Paravara, aka: Para-avara, Paravāra, Parāvara, Paravarā; 5 Definition(s)


Paravara means something in Hinduism, Sanskrit, the history of ancient India, Marathi. If you want to know the exact meaning, history, etymology or English translation of this term then check out the descriptions on this page. Add your comment or reference to a book if you want to contribute to this summary article.

In Hinduism

Purana and Itihasa (epic history)

Paravara in Purana glossary... « previous · [P] · next »

Paravarā (परवरा) refers to the name of a River mentioned in the Mahābhārata (cf. VI.10.22). Note: The Mahābhārata (mentioning Paravarā) is a Sanskrit epic poem consisting of 100,000 ślokas (metrical verses) and is over 2000 years old.

Source: JatLand: List of Mahabharata people and places
Purana book cover
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The Purana (पुराण, purāṇas) refers to Sanskrit literature preserving ancient India’s vast cultural history, including historical legends, religious ceremonies, various arts and sciences. The eighteen mahapuranas total over 400,000 shlokas (metrical couplets) and date to at least several centuries BCE.

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India history and geogprahy

Paravara (or, Paravāra) refers to one of the 84 castes (gaccha) in the Jain community according to various sources. The associated place of origin is known as Para-nagara (or, Pārā-nagara). The Jain caste and sub-caste system was a comparatively later development within their community, and it may have arisen from the ancient classification of Brāhmaṇa, Kṣatriya, Vaiśya and Śūdra. Before distinction of these classes (such as Paravara), the society was not divided into distinct separate sections, but all were considered as different ways of life and utmost importance was attached to individual chartacter and mode of behaviour.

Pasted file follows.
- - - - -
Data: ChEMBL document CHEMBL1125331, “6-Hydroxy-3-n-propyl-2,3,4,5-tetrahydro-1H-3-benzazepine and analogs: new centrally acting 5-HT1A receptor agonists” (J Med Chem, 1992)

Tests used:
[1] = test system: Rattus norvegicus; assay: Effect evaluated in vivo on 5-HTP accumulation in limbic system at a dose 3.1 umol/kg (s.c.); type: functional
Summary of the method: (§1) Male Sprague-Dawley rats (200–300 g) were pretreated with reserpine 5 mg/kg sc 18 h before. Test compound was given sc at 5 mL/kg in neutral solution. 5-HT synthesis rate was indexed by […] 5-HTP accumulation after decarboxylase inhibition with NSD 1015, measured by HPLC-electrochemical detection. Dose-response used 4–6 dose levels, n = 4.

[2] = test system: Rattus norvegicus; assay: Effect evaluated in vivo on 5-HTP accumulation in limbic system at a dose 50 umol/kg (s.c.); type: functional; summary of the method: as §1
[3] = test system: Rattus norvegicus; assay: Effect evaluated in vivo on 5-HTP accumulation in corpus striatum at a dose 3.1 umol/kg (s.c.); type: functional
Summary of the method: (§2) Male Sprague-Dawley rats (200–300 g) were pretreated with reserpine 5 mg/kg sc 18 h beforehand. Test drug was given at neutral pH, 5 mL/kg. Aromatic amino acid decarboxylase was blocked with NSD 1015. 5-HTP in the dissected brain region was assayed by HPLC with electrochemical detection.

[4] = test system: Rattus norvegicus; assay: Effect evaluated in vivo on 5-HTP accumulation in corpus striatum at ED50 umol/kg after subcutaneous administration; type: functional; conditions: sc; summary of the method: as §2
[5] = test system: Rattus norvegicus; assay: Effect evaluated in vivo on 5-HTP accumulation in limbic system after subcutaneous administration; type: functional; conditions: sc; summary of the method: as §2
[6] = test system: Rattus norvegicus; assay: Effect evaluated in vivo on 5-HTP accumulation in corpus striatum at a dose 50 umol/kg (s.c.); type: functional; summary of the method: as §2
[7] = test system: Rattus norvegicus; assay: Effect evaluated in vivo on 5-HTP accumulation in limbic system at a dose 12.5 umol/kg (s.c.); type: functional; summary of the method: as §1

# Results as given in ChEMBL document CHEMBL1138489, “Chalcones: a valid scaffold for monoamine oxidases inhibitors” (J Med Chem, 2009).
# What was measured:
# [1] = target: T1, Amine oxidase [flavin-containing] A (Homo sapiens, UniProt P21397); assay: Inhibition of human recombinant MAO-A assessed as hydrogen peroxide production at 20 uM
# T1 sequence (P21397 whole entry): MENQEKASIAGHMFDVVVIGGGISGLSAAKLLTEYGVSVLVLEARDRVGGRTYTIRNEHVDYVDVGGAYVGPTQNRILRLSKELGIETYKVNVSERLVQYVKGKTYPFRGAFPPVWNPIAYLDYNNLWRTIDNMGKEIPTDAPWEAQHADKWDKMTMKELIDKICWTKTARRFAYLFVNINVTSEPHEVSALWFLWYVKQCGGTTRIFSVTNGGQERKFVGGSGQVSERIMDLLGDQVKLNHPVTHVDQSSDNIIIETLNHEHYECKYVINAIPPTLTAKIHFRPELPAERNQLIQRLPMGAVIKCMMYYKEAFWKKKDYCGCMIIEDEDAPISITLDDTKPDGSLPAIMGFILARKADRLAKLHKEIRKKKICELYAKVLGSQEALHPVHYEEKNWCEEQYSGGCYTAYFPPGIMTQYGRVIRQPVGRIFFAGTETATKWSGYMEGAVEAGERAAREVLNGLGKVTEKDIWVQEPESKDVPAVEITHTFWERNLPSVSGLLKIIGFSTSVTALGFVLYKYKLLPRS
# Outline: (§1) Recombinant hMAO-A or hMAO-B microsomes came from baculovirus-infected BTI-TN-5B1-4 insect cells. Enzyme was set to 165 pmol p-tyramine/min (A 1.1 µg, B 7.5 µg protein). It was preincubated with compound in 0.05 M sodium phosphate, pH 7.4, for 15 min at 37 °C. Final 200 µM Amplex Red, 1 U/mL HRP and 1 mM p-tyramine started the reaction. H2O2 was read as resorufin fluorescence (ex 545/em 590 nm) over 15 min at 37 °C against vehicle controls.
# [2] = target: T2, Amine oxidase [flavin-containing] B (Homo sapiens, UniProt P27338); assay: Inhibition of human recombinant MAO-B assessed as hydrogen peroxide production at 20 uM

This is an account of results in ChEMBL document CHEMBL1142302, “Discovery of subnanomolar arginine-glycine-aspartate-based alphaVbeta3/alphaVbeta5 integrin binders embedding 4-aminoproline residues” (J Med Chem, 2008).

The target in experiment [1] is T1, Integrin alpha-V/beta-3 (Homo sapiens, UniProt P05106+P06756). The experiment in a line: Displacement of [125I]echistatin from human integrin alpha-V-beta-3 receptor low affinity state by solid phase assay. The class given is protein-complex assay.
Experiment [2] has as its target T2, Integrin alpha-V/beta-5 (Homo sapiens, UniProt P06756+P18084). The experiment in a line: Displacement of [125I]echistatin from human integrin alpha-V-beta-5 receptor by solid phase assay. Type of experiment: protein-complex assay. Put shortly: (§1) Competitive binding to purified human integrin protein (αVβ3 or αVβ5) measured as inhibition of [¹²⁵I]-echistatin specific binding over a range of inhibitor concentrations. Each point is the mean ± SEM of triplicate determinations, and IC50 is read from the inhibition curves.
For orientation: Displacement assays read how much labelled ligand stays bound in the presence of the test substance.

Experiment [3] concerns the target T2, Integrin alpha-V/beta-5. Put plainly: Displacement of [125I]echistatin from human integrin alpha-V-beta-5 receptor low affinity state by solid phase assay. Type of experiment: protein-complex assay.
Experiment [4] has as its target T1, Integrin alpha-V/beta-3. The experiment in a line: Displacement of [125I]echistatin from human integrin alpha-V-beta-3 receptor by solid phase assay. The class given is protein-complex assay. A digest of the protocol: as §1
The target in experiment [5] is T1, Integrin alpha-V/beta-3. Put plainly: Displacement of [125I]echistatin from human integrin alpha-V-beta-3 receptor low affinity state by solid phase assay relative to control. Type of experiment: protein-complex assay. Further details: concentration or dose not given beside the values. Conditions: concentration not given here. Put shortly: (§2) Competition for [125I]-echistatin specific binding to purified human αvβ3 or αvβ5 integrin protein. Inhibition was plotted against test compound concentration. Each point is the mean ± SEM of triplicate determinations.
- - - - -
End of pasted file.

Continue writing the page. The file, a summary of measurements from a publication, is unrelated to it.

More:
According to Dr. Vilas Adinath Sangava, “Jainism does not recognise castes (viz., Paravara) as such and at the same time the Jaina books do not specifically obstruct the observance of caste rules by the members of the Jaina community. The attitude of Jainism towards caste is that it is one of the social practices, unconnected with religion, observed by people; and it was none of its business to regulate the working of the caste system” (source).